Tax Deduction for Bloggers and Social Media Influencers

Writing a lifestyle blog is a great way to build influence and followers on social media. Whether you’re blogging about food, travel, health or beauty, there may be things you can claim as a tax deduction.

Lifestyle blogging is a relatively new profession, so as yet, there is very little guidance on offer from the Australian Taxation Office (ATO). To bridge this gap, we can apply existing tax law to the types of expenses bloggers incur. From that, we can produce a list of things you can claim and a list of things you almost certainly (sadly) cannot claim.

Firstly, you need to be blogging as a business, rather than a hobby. This means regularly earning money from your blogging, either in direct fees or sponsorships from companies about whom you blog. Your income can also take the form of subscriptions from readers if you operate on a pay per view model. If this is the case, you can claim deductions for the costs you incur as part of your blogging. In contrast, if you’re putting your thoughts out to the world without making any money, you’re not eligible to claim any deductions at all.

So, let’s focus on the good news and look at the types of expenses you can claim if you have a blogging business:

Internet costs

You can claim your internet-related expenses, including hosting fees for your blog, domain name registration fees, blogging software fees and image or music downloads for your blog. You can also claim a proportion of your home internet costs if you run your blogging business from home. If you work from a dedicated office away from home, you can claim all your internet costs.

Computer equipment

Assuming you’re a self-employed blogger, until 30 June 2019, you can claim an immediate tax deduction for any business-related item of capital equipment you purchase of less than $20,000. This includes your computer or laptop, wireless router, keyboard, mouse, monitor, webcam and digital camera. From 1 July 2019, the cost threshold falls to $1,000 per item – still enough for most bloggers to claim many of the items listed above.

Office expenses

If you run your blogging business from your dedicated office at home, you can claim part of the rent or mortgage interest on your home as a tax deduction. Make sure you claim an appropriate proportion compared to the overall size of the property as this is an area the ATO looks at closely. You can also deduct a portion of your household bills for that space if you use it to conduct your blogging business. This could include a proportion of your electricity, water and gas.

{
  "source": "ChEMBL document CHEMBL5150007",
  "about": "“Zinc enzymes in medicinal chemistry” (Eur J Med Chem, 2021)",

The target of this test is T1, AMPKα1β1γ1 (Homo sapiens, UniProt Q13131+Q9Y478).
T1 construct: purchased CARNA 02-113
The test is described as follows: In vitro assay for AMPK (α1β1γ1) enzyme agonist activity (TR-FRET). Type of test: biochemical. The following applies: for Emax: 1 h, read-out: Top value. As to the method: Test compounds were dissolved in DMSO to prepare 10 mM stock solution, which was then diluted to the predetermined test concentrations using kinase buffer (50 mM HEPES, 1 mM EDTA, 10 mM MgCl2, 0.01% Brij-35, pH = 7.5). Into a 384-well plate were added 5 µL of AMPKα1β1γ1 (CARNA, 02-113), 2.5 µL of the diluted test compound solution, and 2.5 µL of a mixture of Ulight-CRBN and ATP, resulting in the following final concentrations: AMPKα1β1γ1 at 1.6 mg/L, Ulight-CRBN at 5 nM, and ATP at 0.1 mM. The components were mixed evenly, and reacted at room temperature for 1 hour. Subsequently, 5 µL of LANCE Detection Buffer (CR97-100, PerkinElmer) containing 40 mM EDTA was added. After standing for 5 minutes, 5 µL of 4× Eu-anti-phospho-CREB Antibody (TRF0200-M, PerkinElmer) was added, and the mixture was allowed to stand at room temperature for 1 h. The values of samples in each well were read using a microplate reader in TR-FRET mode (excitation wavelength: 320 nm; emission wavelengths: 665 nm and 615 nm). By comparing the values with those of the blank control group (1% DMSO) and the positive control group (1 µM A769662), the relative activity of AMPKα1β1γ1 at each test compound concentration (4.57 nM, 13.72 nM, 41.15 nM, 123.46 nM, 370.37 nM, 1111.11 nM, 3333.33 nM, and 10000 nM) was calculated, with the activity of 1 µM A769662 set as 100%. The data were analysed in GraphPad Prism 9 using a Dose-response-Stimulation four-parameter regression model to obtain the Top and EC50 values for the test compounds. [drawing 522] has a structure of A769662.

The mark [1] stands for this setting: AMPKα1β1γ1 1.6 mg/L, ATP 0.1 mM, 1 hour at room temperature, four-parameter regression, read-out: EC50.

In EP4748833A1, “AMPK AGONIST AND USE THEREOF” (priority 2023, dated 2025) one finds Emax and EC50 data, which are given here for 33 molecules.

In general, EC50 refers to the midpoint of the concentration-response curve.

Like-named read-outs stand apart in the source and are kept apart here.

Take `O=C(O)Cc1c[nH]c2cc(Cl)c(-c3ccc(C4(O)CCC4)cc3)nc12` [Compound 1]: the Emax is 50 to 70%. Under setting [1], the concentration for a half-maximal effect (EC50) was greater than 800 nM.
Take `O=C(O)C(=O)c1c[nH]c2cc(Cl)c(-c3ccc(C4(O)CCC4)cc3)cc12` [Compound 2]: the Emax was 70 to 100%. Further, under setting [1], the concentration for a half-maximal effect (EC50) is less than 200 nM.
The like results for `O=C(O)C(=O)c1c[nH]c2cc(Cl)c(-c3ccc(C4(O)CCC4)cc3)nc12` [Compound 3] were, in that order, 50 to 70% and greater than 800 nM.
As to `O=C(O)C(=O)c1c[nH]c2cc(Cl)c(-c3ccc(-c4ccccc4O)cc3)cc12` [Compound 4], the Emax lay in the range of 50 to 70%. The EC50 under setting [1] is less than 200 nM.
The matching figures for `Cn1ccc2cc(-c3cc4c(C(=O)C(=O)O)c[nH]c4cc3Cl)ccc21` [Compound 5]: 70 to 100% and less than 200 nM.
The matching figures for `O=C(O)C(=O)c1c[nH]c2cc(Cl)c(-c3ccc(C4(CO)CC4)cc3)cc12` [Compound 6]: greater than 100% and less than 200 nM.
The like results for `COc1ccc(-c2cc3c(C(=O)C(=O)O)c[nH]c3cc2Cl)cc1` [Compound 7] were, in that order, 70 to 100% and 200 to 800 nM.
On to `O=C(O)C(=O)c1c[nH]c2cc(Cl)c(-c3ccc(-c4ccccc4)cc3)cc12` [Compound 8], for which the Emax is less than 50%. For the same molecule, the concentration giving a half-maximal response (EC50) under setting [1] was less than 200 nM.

Communications-related expenses

You can claim for a business-related landline and  mobile phone calls, as well as a proportion of the cost of the mobile phone itself.

Office equipment

Using the $20,000 instant asset write-off (see computer equipment above), you will also be able to claim items of office furniture such as your desk, chairs and filing cabinets.

Office supplies and stationery

All the items of stationery and office consumables you use in your blogging business are claimable, including business cards and letterheads.

Advertising, promotion and design

A key to getting your blogging brand out there is to invest in cutting-edge design and promotion. This is why you’re able to claim branding-related costs including blog design, advertising, logo design, promotional giveaways and search engine optimisation services.

Other expenses

There’s an array of other costs you might be able to claim. These include the cost of reusing photos or images owned by other entities and the cost of employing a professional photographer to create headshots for your blog and promotion. You can also claim the cost of employing an accountant to prepare your tax return or give you tax advice.

Expenses you can’t claim

As a general rule, expenses incurred in earning your assessable income are deductible excluding anything with a private or domestic purpose. More often than not, travel bloggers can’t claim their overseas journeys, food bloggers can’t claim their meals and health bloggers can’t claim their gym membership. The ATO will almost certainly say no to all of these because despite the costs being incurred in your blogging activity, they’re mainly private or domestic in nature.

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